It’s all too common a tale. Your project was going well then something happened… a vendor let you down with a delivery date, there were problems around commissioning or testing, or the end product, whatever it is, simply does not work. This bump in the road may not always be the fatalistic thing it appears to be at the time. In fact if your project has gone well and you’ve zoomed though the various phases it may be the perfect time for some backwards and forwards looking assessment. If your project is a long one, through many months or even years, I might be bold enough to even suggest you may get an better end result for the chance to stop for a moment and take stock.
How can that be? Well, you have to fix the problem sure, but a savvy PM will be doing some other activities here too:
- Of course rectify the issue… speak to your vender, organise a technical specialist, re-test. A no-brainer really but in parallel to that review your schedule. In my view schedule management is the number one tool of your trade as a PM. What does it tell you? Is this a critical path issue? If so can you benefit in some way from the delay?
- Ask yourself what you know now about the impact of this project that you didn’t know at the beginning. Under no circumstances should you be looking to increase the scope at this point (unless the client/sponsor states there is an obvious need) but you can use this new knowledge in your change management plan if you haven’t already. Are there other projects in the organisation that are now underway that have a similar characteristics or audience, can you share resources along the way?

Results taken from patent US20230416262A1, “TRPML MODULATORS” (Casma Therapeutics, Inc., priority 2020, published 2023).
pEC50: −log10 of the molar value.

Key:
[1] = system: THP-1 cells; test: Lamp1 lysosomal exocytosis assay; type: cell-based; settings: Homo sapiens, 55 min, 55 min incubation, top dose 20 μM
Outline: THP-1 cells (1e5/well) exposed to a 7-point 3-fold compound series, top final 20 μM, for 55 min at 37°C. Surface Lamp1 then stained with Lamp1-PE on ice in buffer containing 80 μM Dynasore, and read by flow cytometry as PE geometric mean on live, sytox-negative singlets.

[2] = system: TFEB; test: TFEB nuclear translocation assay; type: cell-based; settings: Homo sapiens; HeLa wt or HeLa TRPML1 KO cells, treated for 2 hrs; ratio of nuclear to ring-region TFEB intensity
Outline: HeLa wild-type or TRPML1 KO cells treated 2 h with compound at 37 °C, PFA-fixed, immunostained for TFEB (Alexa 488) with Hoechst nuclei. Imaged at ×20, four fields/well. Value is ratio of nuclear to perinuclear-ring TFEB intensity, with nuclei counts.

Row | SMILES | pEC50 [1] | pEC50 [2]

- Write or talk face to face with your sponsor about the nature of the problem and the impact of the delay. Mary organisations will have a formal mechanism or project management methodology for this but perhaps surprisingly many don’t. The importance of communicating shouldn’t be overlooked in the panic to get back on track. It also doesn’t hurt to include any additional value you may be able to add because of the delay.
- Ensure there are no surprises to any of your stakeholders including end users. Again, where there is a formal project control structure this may be taken care of. Where there isn’t it can solely be the job of the PM to ensure all involved understand what’s happened.
Often a well managed project that has incurred some delays will not be seen as a project failure. Perceptions of project failure arise when stakeholders don’t know what is happening or why or what the impact and cost will be.
In a nutshell, communicate often and well. Your project will be back on track in no time and crucially, seen as a success.
This is a guest post from author Louise Gardner of http://www.pledgeconsulting.com.au/ .